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This is an abstract simulation of a public transportation system. It has been used to explore the equal headway instability phenomenon (Gershenson and Pineda, 2009) and to test different methods to promote equal headways.
Trains move along the cyclic tracks transporting passengers. They move unless there is a vehicle (or a red light) in front of them. At stations they stop until all passengers to descend exit. Passengers board vehicles unless the vehicles are full or another restriction forces vehicles to leave the stations.
Press “Setup” to initialize the simulation with the parameters above the button.
Press “Go” or “Step” to run the simulation.
Press “Init” to reset the simulation with the same paramenters which were used in Setup.
Parameters above these buttons have to be set before the simulation starts. Parameters below can be adjusted during a simulation run.
“#trains” indicates the number of vehicles in the simulation.
Vehicles can be initialized with “init-trains” equidistant, with random positions, or aggregated.
“#stations” indicates the number of stations in the simulation.
Stations can be initialized with “init-stations” equidistant or with random positions
“#lights” indicates the number of traffic lights in the simulation.
Traffic lights can be initialized with “init-lights” equidistant or with random positions.
“light-period” indicates the traffic lights cycle length.
“mean-passenger-interval” indicates the average time (lambda of a Poisson distribution) between passenger arrivals at each station. If “homo-pass?” is true, this will be equal for all stations. Otherwise, each station will choose from a Poisson distribution with mean “mean-passenger-interval” their own lambda.
Press “UpdateParam” to update the values of mean passenger intervals for stations, e.g. “homo-pass?” was changed or the intervals (shown at bottom left of stations) are not desired ones.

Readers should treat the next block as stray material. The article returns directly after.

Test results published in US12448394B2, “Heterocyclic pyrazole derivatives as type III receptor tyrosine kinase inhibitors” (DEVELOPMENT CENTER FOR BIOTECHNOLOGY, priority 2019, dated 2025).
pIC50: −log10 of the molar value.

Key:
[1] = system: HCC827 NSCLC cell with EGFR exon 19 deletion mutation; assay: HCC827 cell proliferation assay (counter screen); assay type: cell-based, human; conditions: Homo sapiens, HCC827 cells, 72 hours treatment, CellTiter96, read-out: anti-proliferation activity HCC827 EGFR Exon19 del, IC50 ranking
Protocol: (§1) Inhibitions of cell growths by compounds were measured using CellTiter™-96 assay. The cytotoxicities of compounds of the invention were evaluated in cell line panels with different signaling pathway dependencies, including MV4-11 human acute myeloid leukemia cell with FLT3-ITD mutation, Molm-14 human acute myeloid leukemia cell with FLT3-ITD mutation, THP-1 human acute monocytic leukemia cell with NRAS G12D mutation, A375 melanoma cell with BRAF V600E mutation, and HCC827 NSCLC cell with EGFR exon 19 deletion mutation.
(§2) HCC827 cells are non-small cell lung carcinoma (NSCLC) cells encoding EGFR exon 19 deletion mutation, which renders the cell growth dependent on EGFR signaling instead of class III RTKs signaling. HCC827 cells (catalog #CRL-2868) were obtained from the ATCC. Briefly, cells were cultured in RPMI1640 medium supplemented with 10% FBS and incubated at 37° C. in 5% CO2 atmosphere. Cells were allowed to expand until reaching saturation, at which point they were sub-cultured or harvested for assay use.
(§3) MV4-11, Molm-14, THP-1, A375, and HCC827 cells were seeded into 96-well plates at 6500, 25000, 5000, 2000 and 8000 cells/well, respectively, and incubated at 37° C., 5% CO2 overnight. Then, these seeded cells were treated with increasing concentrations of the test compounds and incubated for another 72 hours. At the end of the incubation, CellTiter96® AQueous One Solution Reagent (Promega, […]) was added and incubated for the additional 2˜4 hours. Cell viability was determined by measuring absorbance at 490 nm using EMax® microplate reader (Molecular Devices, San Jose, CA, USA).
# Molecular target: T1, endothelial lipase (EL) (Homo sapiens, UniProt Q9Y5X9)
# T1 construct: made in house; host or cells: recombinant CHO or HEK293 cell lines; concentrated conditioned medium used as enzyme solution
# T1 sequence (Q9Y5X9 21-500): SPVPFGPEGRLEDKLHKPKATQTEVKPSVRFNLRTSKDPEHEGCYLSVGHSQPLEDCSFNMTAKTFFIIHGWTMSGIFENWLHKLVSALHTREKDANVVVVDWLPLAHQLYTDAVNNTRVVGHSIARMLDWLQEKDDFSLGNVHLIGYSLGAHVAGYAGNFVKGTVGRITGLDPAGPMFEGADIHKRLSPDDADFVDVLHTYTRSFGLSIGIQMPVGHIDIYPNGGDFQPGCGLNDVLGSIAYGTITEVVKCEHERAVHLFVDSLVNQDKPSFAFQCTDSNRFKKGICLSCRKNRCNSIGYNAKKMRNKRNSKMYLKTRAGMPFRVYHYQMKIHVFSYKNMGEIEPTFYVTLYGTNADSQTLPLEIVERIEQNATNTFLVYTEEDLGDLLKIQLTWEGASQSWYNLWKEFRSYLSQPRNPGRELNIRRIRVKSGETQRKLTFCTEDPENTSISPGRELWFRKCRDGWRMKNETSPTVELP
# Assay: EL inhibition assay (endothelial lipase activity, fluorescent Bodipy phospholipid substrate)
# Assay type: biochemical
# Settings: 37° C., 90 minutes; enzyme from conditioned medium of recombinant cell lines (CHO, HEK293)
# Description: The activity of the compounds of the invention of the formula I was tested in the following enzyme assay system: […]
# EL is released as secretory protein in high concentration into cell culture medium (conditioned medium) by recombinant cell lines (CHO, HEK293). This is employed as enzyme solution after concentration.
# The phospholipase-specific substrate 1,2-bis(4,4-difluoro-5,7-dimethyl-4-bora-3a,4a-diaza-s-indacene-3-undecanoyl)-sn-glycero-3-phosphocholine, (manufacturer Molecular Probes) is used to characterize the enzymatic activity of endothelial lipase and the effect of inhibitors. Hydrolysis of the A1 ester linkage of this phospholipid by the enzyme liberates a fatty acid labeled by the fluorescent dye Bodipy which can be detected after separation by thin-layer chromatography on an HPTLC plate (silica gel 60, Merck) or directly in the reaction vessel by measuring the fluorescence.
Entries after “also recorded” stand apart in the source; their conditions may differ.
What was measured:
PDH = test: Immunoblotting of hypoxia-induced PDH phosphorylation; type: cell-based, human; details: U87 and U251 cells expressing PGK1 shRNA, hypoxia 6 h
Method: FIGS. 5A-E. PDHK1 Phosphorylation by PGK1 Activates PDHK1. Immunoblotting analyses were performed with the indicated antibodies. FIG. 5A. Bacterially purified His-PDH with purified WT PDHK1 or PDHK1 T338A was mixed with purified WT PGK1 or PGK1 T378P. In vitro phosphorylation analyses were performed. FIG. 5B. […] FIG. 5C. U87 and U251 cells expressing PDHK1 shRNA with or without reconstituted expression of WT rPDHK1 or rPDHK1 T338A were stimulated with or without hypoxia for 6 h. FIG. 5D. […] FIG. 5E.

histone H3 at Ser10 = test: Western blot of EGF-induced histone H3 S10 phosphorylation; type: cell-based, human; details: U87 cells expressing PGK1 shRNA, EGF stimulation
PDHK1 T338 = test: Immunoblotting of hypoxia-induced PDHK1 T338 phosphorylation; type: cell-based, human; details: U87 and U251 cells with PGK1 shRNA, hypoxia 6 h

“method” selects the headway regulation method:
manual allows user to use parameters below.
default has no restrictions (always leads to unstable headways)
min adaptively adjusts “min-station-wait-time” (Gershenson and Pineda, 2009)
max adaptively adjusts “max-station-wait-time” (Gershenson and Pineda, 2009)
min-max adaptively adjusts “min-station-wait-time” and “max-station-wait-time”
self-org uses antipheromones to self-organize headways of neighboring trains
self-org2 uses antipheromones to self-organize headways of alternating trains
(with one train in between).
“train-capacity” sets the maximum number of passengers that can fit in a vehicle.
“min-station-wait-time” restricts departure of vehicles only after they have spent a minimum time at stations.
“max-station-wait-time” forces deprture of vehicles (only if all exiting passengers descended) after a maximum time at stations.
“max-margin” parameter for self-org method (Gershenson, 2011).
“station-buffers?” creates buffers at station entrances.
Only a “buffer-capacity” number of passengers are allowed into the station entrance, the rest arrive to its right.
“max-speed” regulates the maximum speed of vehicles.
“min-intertrain-d” forces vehicles to stop when they are at this distance from a vehicle ahead.
“pass-allowed?” lets vehicles to go on top of each other.
“update-method” parameter for min, max, and min-max methods (Gershenson and Pineda, 2009).
“plots?” Switches data plotting.
Press “Reset lists” to initialize data measuring and plotting.
“histogram-probe” determines the update frequency of histograms.
Gershenson, C. and L. A. Pineda (2009). Why Does Public Transport Not Arrive on Time? The Pervasiveness of Equal Headway Instability. PLoS ONE 4(10): e7292
Gershenson, C. (2011) Self-organization leads to supraoptimal performance in public transportation systems. PLoS ONE 6(6): e21469.